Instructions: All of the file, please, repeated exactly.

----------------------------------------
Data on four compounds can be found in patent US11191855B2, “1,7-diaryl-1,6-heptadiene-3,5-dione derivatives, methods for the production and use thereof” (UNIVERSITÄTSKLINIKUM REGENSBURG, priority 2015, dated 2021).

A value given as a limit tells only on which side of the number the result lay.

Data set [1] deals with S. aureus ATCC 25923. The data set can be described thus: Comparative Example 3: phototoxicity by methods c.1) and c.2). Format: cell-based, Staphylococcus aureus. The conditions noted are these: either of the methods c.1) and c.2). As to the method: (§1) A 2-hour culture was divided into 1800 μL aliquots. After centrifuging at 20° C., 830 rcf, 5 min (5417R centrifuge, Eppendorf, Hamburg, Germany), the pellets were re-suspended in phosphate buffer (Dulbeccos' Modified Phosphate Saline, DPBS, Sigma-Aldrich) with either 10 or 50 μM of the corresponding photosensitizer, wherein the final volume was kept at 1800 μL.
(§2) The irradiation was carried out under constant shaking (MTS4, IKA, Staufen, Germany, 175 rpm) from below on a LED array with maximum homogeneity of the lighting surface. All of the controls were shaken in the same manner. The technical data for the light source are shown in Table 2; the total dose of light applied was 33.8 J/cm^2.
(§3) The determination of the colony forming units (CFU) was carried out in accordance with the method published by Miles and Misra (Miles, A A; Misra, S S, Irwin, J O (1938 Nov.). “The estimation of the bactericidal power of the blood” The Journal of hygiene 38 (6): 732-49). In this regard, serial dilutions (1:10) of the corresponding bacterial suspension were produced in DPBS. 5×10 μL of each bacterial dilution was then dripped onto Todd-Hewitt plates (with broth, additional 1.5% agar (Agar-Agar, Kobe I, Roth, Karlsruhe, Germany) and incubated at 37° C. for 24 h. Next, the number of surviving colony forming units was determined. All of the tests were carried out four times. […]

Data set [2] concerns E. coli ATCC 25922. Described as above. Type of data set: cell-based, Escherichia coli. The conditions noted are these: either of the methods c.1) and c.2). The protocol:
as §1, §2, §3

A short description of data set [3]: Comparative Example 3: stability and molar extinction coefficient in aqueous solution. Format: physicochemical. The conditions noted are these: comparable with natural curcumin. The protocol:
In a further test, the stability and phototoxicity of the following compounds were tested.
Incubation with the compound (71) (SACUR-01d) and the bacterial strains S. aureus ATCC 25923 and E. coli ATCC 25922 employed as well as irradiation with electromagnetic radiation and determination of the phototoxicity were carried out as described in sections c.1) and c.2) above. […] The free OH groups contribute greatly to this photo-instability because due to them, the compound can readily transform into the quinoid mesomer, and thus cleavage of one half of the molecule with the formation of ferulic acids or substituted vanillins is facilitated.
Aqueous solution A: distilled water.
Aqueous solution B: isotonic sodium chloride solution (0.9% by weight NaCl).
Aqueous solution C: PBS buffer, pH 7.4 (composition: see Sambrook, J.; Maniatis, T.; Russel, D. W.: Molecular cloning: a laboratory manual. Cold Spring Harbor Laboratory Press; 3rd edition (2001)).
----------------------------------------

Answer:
Data on four compounds can be found in patent US11191855B2, “1,7-diaryl-1,6-heptadiene-3,5-dione derivatives, methods for the production and use thereof” (UNIVERSITÄTSKLINIKUM REGENSBURG, priority 2015, dated 2021).

A value given as a limit tells only on which side of the number the result lay.

Data set [1] deals with S. aureus ATCC 25923. The data set can be described thus: Comparative Example 3: phototoxicity by methods c.1) and c.2). Format: cell-based, Staphylococcus aureus. The conditions noted are these: either of the methods c.1) and c.2). As to the method: (§1) A 2-hour culture was divided into 1800 μL aliquots. After centrifuging at 20° C., 830 rcf, 5 min (5417R centrifuge, Eppendorf, Hamburg, Germany), the pellets were re-suspended in phosphate buffer (Dulbeccos' Modified Phosphate Saline, DPBS, Sigma-Aldrich) with either 10 or 50 μM of the corresponding photosensitizer, wherein the final volume was kept at 1800 μL.
(§2) The irradiation was carried out under constant shaking (MTS4, IKA, Staufen, Germany, 175 rpm) from below on a LED array with maximum homogeneity of the lighting surface. All of the controls were shaken in the same manner. The technical data for the light source are shown in Table 2; the total dose of light applied was 33.8 J/cm^2.
(§3) The determination of the colony forming units (CFU) was carried out in accordance with the method published by Miles and Misra (Miles, A A; Misra, S S, Irwin, J O (1938 Nov.). “The estimation of the bactericidal power of the blood” The Journal of hygiene 38 (6): 732-49). In this regard, serial dilutions (1:10) of the corresponding bacterial suspension were produced in DPBS. 5×10 μL of each bacterial dilution was then dripped onto Todd-Hewitt plates (with broth, additional 1.5% agar (Agar-Agar, Kobe I, Roth, Karlsruhe, Germany) and incubated at 37° C. for 24 h. Next, the number of surviving colony forming units was determined. All of the tests were carried out four times. […]

Data set [2] concerns E. coli ATCC 25922. Described as above. Type of data set: cell-based, Escherichia coli. The conditions noted are these: either of the methods c.1) and c.2). The protocol:
as §1, §2, §3

A short description of data set [3]: Comparative Example 3: stability and molar extinction coefficient in aqueous solution. Format: physicochemical. The conditions noted are these: comparable with natural curcumin. The protocol:
In a further test, the stability and phototoxicity of the following compounds were tested.
Incubation with the compound (71) (SACUR-01d) and the bacterial strains S. aureus ATCC 25923 and E. coli ATCC 25922 employed as well as irradiation with electromagnetic radiation and determination of the phototoxicity were carried out as described in sections c.1) and c.2) above. […] The free OH groups contribute greatly to this photo-instability because due to them, the compound can readily transform into the quinoid mesomer, and thus cleavage of one half of the molecule with the formation of ferulic acids or substituted vanillins is facilitated.
Aqueous solution A: distilled water.
Aqueous solution B: isotonic sodium chloride solution (0.9% by weight NaCl).
Aqueous solution C: PBS buffer, pH 7.4 (composition: see Sambrook, J.; Maniatis, T.; Russel, D. W.: Molecular cloning: a laboratory manual. Cold Spring Harbor Laboratory Press; 3rd edition (2001)).